When a musical like Hamilton comes along, a rational response to the buzz is for folks to, you know, want to see Hamilton. Others might be overwhelmed enough by the positive press to look to Hamilton‘s source material, the gargantuan Ron Chernow biography of the man on the ten dollar bill.
Others, the cheapskates and musical theater philistines, might turn instead to The Federalist Papers.
Yes, I started reading The Federalist Papers because I heard Hamilton rapping on NPR for a minute and I realized that I hadn’t really read anything Hamilton had written.
I suppose if I’m really honest with myself, I do have to admit that fear for the future of America, at least as much as Lin-Manuel Miranda, is really what sent me to The Federalist Papers. As I watch the current president’s bumbling yet earnest assault on the Constitution–his flouting of the emoluments clause, his apparent ignorance of the establishment clause, his barrelling through each conversation as though the separation of powers didn’t exist–I realize that I don’t know enough about the document that the president is trying to subvert. I have read the Constitution, and I’ve sure been going back to my pocket copy a lot lately, but like a powerless fanboy, I want to know more, to know it better. And The Federalist Papers, I’ve been told, are the inspired commentary on the US Constitution, the brilliant liner notes to that Sergeant Pepper’s Lonely Hearts Club Band of legislation.
I’m about a third of the way through so far, and it’s very slow going. All three of the authors–Alexander Hamilton, James Madison, and John Jay–learned to write in an age when a man showed his genius by teasing each sentence into a froth. Each sentence has a multi-layered, architectural quality, like the 18th century wigs that Hogarth lampoons in Five Orders of Perriwigs.
Of the three, John Jay is the most straightforward of the writers, the one least inclined to pile on the relative clauses. Imagine my dismay, then, to learn that John Jay wrote by far the fewest of the papers–only five of the 85–before illness forced him to give up the project. Hamilton, who wrote by far the most of the papers, is also the hardest to read. Every sentence of Hamilton’s is like listening to a Yngwie Malmsteen guitar solo: his paragraphs are spattered with commas, packed with dependent clauses that double back on themselves and seem to eat their own tails. And they are also filled with some of the most brilliant and vigorous writing I’ve ever seen.
This sentence, from Federalist #29, is typical Hamilton:
There is something so far-fetched and so extravagant in the idea of danger to liberty from the militia, that one is at a loss whether to treat it with gravity or with raillery; whether to consider it as a mere trial of skill, like the paradoxes of rhetoricians; as a disingenuous artifice to instil prejudices at any price; or as the serious offspring of political fanaticism.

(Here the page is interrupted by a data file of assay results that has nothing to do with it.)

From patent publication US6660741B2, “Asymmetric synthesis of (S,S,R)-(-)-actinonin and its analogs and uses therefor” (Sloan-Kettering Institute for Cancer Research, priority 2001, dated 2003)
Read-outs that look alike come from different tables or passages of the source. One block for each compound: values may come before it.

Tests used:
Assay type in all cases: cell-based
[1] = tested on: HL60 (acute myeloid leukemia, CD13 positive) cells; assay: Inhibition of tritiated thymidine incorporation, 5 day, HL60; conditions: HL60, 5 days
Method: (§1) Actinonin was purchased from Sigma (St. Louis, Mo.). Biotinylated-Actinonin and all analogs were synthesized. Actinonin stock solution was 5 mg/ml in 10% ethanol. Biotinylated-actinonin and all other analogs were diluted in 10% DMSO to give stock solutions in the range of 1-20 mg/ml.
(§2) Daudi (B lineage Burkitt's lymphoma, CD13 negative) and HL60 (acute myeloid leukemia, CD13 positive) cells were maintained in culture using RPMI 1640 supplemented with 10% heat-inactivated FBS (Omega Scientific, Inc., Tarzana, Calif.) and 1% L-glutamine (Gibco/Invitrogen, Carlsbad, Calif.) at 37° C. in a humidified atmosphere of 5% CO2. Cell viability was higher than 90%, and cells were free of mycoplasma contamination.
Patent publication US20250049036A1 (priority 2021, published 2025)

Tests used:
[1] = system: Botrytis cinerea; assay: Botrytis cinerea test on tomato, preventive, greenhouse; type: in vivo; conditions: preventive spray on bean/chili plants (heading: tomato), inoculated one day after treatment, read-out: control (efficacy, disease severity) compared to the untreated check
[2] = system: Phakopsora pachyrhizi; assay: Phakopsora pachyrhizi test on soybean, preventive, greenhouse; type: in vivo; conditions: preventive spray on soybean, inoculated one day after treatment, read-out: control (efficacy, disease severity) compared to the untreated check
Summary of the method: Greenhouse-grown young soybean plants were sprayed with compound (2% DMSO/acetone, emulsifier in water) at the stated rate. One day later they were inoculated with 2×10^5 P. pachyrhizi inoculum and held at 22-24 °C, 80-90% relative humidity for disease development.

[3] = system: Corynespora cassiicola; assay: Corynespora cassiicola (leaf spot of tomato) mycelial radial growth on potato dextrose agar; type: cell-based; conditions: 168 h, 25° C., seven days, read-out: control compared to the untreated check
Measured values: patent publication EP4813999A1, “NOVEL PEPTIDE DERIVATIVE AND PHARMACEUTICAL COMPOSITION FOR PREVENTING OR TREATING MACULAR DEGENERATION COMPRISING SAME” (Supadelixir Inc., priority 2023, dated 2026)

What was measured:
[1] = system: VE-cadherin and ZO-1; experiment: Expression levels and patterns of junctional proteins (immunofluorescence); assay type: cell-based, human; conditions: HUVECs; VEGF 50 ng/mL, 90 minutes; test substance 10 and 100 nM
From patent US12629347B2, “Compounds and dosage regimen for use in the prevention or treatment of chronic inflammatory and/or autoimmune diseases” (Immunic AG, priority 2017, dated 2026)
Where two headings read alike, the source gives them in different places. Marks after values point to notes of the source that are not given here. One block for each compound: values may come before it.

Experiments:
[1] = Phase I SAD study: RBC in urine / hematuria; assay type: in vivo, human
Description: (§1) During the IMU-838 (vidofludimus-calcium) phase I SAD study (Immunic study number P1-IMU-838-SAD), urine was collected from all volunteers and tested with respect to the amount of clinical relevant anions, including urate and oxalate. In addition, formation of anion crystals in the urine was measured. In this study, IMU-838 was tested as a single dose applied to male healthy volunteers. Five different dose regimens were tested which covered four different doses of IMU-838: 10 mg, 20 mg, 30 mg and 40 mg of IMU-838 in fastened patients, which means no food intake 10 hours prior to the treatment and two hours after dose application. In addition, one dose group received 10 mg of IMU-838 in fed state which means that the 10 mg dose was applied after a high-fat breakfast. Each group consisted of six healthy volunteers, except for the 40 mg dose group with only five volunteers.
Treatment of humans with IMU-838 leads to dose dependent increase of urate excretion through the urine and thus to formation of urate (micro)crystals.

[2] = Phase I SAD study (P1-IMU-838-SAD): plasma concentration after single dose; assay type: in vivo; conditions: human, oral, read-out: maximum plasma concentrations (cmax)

Wow–I had to crawl through this sentence few times before I could tell what Hamilton was actually arguing: that militias are no danger to public liberty. However, one look at the rigging of this sentence is enough to warn me not to treat his ideas with raillery. A sentence like this demands to be treated with gravity.
I was also fascinated to see, in this sentence and elsewhere, how current Hamilton’s ideas are. Dust off the perriwig of his prose, and you can see that we are still debating “the idea of danger to liberty from the militia” in this era of Cliven Bundy.
But what has impressed me the most so far about these letters is the high-wire act their authors pulled off. The three men, all writing under a single pseudonym–“Publius”–managed to pump out 85 of these essays over just ten months. That’s one letter every three or four days, each one a Niagara of commentary intended, I imagine, to bury the Constitution’s opponents under a flood of historical references, musings on American geography, and speculations on human behavior.
The newspapers these essays appeared in, The New York Packet and the Independent Journal, were two of that enormous flock of early American newspapers. I remember reading somewhere that most such papers had a circulation of about 1000. Publius was, in other words, much like an early blogger: a pseudonymous team of writers with a tiny audience, writing their asses off to produce brilliant content several times a week.
Dilettante that I am, I have nothing comparable to offer the country here at The Subway Test. I post a couple of times per month, sometimes about politics but usually not. Usually my topic is, in Homer Simpson’s words, “what some nerd thinks about Star Trek.” Yet I can reach back those 230 years to the brilliance of Publius and see that I am pushing my little cart up the great track they laid. If you want to resist the depredations of the current presidency, you have to educate yourself. Read The Federalist Papers. It is one of those books that will comfort you with the underlying genius of the republic. More importantly, it will help you understand what the hell you are defending when you stand up to the current president.